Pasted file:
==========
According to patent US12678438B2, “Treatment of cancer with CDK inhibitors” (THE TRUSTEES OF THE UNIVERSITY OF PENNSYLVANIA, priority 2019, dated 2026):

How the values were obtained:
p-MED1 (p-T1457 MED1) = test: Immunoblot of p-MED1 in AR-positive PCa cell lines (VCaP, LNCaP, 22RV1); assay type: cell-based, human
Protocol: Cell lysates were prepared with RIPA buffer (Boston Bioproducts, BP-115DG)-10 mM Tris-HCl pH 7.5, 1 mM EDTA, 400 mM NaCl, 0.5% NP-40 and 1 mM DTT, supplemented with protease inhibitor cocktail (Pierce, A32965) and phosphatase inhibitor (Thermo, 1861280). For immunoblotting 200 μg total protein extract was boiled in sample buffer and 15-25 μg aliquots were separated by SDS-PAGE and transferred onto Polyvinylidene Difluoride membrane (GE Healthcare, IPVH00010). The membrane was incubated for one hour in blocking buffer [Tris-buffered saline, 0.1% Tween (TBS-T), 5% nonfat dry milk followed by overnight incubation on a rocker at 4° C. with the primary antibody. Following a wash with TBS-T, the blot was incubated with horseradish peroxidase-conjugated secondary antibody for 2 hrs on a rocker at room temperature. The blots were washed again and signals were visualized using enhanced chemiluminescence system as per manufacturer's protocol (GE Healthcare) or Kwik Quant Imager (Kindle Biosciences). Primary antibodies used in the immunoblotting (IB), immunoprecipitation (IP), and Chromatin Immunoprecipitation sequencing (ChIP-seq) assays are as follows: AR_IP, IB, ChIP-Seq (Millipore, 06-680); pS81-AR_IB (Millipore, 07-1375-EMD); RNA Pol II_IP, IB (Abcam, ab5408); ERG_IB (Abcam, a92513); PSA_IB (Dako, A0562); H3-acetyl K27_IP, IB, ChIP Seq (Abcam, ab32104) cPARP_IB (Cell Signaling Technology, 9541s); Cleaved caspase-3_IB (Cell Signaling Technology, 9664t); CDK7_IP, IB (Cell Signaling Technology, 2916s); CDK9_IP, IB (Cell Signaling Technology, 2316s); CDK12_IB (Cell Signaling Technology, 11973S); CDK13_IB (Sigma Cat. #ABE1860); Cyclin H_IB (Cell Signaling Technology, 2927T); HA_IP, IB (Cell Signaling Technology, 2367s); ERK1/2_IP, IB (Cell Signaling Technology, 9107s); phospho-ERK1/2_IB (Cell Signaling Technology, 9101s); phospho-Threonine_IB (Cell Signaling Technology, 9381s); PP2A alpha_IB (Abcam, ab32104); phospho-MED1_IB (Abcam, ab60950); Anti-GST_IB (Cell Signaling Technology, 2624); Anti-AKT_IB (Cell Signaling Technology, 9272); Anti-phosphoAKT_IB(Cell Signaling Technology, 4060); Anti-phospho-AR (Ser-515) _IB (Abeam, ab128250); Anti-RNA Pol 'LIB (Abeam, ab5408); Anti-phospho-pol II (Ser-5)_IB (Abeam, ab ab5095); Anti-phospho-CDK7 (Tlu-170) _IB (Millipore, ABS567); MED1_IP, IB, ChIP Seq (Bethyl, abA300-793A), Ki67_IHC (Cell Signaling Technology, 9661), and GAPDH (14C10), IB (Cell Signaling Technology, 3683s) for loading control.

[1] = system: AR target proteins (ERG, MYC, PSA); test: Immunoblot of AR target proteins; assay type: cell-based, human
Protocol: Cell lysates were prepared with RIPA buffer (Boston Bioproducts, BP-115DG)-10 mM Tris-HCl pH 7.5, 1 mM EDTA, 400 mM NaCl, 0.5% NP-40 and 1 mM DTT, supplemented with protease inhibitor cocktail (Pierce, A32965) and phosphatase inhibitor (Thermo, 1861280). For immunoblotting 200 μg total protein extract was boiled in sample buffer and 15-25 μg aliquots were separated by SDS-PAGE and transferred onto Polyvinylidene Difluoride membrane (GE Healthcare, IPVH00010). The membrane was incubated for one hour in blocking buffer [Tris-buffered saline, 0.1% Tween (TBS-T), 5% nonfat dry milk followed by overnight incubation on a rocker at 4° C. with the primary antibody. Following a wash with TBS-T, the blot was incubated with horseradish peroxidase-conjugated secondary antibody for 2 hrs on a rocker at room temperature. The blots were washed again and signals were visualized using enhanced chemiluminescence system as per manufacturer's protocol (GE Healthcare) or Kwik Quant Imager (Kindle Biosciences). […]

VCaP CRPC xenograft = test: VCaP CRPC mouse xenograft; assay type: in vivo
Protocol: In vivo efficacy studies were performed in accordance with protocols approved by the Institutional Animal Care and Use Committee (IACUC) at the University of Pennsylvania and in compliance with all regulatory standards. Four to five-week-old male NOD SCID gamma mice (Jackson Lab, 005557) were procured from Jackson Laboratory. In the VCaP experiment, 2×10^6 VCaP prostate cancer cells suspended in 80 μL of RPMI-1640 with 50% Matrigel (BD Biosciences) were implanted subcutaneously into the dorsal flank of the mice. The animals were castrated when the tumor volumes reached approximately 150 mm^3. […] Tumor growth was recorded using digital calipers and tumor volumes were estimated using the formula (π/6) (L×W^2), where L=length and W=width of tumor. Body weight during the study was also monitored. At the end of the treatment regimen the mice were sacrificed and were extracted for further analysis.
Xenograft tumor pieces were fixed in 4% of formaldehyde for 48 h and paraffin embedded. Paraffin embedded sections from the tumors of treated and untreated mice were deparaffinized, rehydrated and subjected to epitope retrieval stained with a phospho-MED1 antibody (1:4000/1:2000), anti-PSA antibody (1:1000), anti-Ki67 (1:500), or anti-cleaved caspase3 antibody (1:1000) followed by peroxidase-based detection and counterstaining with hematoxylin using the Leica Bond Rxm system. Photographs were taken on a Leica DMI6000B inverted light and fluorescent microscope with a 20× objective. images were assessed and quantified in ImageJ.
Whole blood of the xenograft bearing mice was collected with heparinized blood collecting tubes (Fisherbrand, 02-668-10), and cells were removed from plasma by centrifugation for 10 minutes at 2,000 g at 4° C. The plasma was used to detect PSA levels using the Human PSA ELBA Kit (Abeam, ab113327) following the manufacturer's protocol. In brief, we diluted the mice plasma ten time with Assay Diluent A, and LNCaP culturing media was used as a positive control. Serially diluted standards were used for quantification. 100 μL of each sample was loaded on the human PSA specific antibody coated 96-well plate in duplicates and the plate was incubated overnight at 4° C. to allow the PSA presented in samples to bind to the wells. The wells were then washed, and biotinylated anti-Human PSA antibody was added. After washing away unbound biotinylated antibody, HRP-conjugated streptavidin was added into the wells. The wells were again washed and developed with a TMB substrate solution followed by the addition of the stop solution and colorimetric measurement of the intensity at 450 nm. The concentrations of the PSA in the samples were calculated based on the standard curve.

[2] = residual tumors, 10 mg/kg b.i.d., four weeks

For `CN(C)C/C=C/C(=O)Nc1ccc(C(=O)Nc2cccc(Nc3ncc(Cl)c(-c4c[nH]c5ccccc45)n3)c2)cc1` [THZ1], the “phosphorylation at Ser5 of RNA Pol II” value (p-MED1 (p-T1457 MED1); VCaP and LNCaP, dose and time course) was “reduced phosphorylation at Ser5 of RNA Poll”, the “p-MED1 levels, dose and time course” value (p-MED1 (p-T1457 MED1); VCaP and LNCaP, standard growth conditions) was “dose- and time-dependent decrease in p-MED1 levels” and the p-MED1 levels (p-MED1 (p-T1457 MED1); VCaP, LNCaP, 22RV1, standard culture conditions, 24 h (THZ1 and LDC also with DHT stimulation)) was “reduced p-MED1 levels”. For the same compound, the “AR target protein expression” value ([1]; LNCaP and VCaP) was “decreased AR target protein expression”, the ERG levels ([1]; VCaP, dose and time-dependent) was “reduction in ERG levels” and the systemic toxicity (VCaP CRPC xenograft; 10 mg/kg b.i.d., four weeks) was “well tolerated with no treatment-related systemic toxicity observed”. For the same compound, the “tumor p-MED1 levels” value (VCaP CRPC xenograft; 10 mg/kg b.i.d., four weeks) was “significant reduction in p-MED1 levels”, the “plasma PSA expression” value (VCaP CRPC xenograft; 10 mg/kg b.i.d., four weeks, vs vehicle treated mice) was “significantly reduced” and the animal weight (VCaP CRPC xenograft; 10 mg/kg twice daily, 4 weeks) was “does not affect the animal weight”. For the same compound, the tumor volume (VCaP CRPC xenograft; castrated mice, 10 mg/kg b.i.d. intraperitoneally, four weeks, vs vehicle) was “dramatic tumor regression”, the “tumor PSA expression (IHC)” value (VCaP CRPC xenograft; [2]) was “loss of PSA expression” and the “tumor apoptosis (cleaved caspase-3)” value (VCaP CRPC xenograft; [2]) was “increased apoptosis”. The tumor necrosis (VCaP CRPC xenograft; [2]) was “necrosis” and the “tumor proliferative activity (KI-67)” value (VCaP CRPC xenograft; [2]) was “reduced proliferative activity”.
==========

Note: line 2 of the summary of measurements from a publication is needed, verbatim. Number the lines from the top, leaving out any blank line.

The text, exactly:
How the values were obtained: